A third of New Zealand's conservation land, or 10 per cent of New Zealand, has weak protection from development despite some of it containing areas of high ecological value, the Parliamentary Commissioner for the Environment has revealed in a report released this morning.
Commissioner Jan Wright's investigation found that legal protection for the country's second largest category of conservation land was ill-defined and sent a signal to the private sector that it was "open for business".
She cited cases in which major projects had either gone ahead or been proposed on Department of Conservation "stewardship" land despite having no overall conservation benefit.
"Such land has the weakest legal protection of all categories of conservation land, despite some clearly being of high conservation value," Dr Wright said.
When DOC was formed in 1987, huge tracts of land which were believed to be of insignificant value were put under the department's stewardship until its conservation value could be determined.
Twenty-five years on, that land has never been assessed and its status remained ambiguous.
This signalled that it was of low conservation value, despite the fact that more than a quarter of conservation land which DOC has identified as having high biodiversity values was in the stewardship category.
Dr Wright said legislation and DOC policy gave little guidance on applications for commercial use of stewardship land, only stating that its "natural and historic resources" was to be protected.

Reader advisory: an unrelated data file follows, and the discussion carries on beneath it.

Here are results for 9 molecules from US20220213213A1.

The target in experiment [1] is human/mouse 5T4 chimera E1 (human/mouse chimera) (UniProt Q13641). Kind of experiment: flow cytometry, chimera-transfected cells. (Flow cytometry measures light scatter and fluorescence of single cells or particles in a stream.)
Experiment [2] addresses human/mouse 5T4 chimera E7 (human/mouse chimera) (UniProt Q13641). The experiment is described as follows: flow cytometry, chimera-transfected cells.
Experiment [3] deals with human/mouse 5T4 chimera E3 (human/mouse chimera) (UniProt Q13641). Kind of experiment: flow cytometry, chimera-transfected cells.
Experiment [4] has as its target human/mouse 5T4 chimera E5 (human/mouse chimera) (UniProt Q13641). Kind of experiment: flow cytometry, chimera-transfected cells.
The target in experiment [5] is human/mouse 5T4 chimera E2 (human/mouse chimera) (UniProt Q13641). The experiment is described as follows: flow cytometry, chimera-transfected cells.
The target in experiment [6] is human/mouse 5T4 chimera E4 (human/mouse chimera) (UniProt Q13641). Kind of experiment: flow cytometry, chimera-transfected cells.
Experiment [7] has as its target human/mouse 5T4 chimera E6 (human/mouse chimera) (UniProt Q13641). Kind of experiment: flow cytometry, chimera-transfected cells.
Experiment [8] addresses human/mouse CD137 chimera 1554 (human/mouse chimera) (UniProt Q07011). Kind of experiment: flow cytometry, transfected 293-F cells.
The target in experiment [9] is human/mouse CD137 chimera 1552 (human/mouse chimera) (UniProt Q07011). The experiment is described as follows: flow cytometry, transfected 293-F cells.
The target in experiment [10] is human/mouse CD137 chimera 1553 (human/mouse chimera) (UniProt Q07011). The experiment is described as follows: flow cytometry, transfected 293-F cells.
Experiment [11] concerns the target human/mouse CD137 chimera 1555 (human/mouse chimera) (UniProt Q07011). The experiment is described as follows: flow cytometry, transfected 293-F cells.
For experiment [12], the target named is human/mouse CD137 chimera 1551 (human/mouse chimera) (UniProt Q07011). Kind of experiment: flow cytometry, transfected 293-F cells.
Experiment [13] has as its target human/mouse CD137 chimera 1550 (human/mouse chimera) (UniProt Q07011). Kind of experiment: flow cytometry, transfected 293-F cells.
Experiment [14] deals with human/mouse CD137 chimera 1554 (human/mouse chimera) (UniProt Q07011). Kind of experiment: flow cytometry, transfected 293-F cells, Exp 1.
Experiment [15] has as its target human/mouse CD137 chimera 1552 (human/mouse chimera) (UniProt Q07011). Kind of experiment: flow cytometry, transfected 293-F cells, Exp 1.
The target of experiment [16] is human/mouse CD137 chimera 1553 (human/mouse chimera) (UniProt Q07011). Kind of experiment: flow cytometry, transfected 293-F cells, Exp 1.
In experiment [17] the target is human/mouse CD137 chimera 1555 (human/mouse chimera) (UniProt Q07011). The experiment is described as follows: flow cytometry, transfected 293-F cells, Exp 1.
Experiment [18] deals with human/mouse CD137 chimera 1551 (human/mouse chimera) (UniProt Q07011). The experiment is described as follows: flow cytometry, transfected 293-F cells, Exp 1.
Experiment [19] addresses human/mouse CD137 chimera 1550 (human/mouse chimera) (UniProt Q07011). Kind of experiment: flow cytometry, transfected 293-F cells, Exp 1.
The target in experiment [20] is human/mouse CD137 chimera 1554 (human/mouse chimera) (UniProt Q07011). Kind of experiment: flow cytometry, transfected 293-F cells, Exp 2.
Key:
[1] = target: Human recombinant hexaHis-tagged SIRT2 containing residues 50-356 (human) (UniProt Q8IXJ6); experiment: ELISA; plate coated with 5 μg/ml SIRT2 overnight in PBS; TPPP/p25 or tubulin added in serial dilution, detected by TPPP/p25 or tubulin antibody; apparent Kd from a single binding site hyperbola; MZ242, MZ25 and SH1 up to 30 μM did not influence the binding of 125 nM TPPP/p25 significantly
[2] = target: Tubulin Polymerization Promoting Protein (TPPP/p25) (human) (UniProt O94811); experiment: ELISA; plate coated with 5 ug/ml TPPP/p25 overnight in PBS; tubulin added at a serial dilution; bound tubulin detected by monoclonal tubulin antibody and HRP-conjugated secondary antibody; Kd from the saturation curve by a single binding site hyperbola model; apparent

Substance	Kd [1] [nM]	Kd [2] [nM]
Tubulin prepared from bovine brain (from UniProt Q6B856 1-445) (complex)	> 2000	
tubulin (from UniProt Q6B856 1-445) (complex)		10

The report said: "This would not matter if the conservation value of all land in this category was low, but that is not the case."
In comparison, legislation for national parks said their enjoyment had to be "on nature's terms" and explained why they should be protected.
The report recommended that DOC identified and reclassified the highest-value stewardship land.
The law also allowed areas of stewardship land to be swapped for areas of private land, provided that it "enhanced the conservation values" of the conservation estate. This "net conservation benefit" could come in the form of money, pest control or new land.
The report said the legal framework for land swaps was more suited to minor boundary disputes and not to protecting large tracts of potentially precious conservation land.
The commissioner questioned whether the swapping of an alpine basin in Canterbury - which was used to extend the Crystal Basin skifield - for a forested gully on Banks Peninsula actually led to a net gain in the value of the conservation estate.
The gully - which was given up by a private owner in exchange for the alpine basin - was already protected under local laws before the swap was made.
Dr Wright recommended that Minister of Conservation Nick Smith sought advice from the New Zealand Conservation Authority on the principles and processes behind land swaps.
She also said he should take direct responsibility for any future swaps because of the controversy recent cases had attracted.